Marked by tech-sovereignty
Technological autonomy: myth or reality
The question of technological independence has become especially acute for government institutions and businesses due to recent geopolitical and economic transformations.
The software import ISI has become a matter of prime concern, since digital technologies have always been part-and-parcel of our life and the role of the software component in the operation process can hardly be overestimated. Let’s dwell on technological sovereignty with a special focus on other countries’ experience on the way to attaining it and try to understand why it is crucial for vendors to keep on fostering ties with foreign partners even under this import substitution trend.
- Application software: the first step towards tech-independence
- And what about system software?
- How to arrive at tech-sovereignty
- At a crossroads of further development: import ISI or global engagement?
- RecFaces solutions: tech-autonomy with no limits
Application software: the first step towards tech-independence
There are two major types of software, namely system software and application software. System software is like the glue that keeps the whole thing together including operating system, drivers, interface shells, etc. Application software implies solutions we use to fulfill our day-to-day tasks. For example, an office software suite, CRM systems, or biometric identification software. It is generally assumed that system software is less amenable to ISI policy since it requires a huge number of man-hours to launch one’s own operating system from scratch. Application software, universal by its nature, is easier to adapt to the IT infrastructure and legal requirements of a particular country. Application libraries are actively developed all over the world and it is easy to go for solutions offered by a friendly country. And yet, in terms of application software, import substitution is not just about developing one’s “own” software, but it concerns technological independence in a wider sense. It is all about freedom to choose from a whole variety of ready-to-use software systems, let alone vendors and integrators.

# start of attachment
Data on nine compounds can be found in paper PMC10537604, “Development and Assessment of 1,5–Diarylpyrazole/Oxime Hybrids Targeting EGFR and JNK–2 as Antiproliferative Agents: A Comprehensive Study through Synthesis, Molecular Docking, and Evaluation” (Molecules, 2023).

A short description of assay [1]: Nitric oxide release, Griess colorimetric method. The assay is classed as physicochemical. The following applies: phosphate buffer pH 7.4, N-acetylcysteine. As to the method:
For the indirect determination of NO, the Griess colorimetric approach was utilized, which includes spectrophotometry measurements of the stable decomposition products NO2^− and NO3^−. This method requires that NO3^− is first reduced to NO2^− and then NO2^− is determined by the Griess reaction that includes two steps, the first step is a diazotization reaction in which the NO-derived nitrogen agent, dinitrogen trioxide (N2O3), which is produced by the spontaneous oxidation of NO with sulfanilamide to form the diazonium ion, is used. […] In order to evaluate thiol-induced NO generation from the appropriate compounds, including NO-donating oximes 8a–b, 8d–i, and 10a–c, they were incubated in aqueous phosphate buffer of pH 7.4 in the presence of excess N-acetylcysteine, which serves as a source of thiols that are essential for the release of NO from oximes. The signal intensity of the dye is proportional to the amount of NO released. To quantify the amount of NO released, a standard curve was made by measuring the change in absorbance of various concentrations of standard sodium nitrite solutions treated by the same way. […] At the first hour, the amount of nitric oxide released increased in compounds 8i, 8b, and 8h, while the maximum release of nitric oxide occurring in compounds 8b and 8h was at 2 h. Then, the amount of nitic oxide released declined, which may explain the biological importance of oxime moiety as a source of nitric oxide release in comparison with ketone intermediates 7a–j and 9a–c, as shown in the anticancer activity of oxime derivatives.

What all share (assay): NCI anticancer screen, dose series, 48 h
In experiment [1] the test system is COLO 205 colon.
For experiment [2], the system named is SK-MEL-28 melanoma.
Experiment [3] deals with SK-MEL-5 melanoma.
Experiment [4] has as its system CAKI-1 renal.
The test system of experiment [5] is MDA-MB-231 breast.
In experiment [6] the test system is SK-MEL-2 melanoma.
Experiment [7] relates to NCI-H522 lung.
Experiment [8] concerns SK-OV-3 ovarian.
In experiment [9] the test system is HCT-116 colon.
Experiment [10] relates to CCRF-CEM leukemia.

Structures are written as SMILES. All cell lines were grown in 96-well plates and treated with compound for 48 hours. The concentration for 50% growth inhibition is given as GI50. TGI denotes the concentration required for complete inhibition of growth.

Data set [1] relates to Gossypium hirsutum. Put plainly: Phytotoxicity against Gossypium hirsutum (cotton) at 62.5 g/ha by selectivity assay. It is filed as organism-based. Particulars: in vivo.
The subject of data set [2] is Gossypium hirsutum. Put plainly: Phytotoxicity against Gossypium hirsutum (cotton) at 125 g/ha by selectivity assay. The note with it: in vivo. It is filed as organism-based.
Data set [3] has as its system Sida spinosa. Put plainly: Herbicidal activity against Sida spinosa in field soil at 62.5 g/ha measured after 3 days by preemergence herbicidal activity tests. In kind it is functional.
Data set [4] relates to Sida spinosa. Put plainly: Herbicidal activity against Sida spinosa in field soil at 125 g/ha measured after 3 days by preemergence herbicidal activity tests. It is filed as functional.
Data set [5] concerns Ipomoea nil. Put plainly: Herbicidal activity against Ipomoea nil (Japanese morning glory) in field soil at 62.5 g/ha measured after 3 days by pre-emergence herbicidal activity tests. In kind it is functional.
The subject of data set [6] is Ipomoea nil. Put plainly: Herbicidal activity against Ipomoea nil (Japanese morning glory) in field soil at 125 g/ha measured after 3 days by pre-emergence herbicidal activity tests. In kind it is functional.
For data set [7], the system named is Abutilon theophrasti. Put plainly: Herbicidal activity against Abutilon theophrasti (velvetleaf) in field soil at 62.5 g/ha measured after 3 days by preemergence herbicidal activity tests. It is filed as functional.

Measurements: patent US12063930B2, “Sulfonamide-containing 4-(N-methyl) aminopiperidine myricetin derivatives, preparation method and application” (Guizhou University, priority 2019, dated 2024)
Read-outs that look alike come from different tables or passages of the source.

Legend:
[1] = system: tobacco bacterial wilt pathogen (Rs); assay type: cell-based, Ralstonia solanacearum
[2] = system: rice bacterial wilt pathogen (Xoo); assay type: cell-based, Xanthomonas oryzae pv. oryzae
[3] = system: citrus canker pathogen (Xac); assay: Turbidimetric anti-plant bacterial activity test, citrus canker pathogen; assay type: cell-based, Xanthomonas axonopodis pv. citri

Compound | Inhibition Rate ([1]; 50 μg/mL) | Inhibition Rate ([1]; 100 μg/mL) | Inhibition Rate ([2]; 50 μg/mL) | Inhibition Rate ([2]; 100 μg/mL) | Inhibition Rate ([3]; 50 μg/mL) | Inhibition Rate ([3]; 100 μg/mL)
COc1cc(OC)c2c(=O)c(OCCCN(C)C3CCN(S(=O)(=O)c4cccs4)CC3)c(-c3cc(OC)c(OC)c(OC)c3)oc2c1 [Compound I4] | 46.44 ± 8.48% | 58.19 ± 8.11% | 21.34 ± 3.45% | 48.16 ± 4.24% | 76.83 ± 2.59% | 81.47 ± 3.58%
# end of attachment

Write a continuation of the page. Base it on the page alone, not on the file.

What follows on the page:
And what about system software?
As we all know, Microsoft recently announced that the company is reducing its presence in some countries and putting all sales and product supply on ice. In other words, new official licenses are currently unavailable for purchase. This inevitably led to a surge in piracy — the number of illegal downloads has increased by 80-250%. However, pirated software is not the way out. An alternative to some of the basic Microsoft software is custom built operating systems (OS) based on freely distributed opensource software. The most telling example to refer to is Linux, which is basically a whole range of operating systems altogether forming a free software unit. And although Linux-based OSs differ from Windows (in terms of both processor core and application solutions), you can not only use Windows text and graphic tools, but also run some individual applications designed for Windows software. Besides, Linux solutions are considered more secure than other closed source software units. Many countries are also working on their own basic software equivalents applicable to mobile solutions.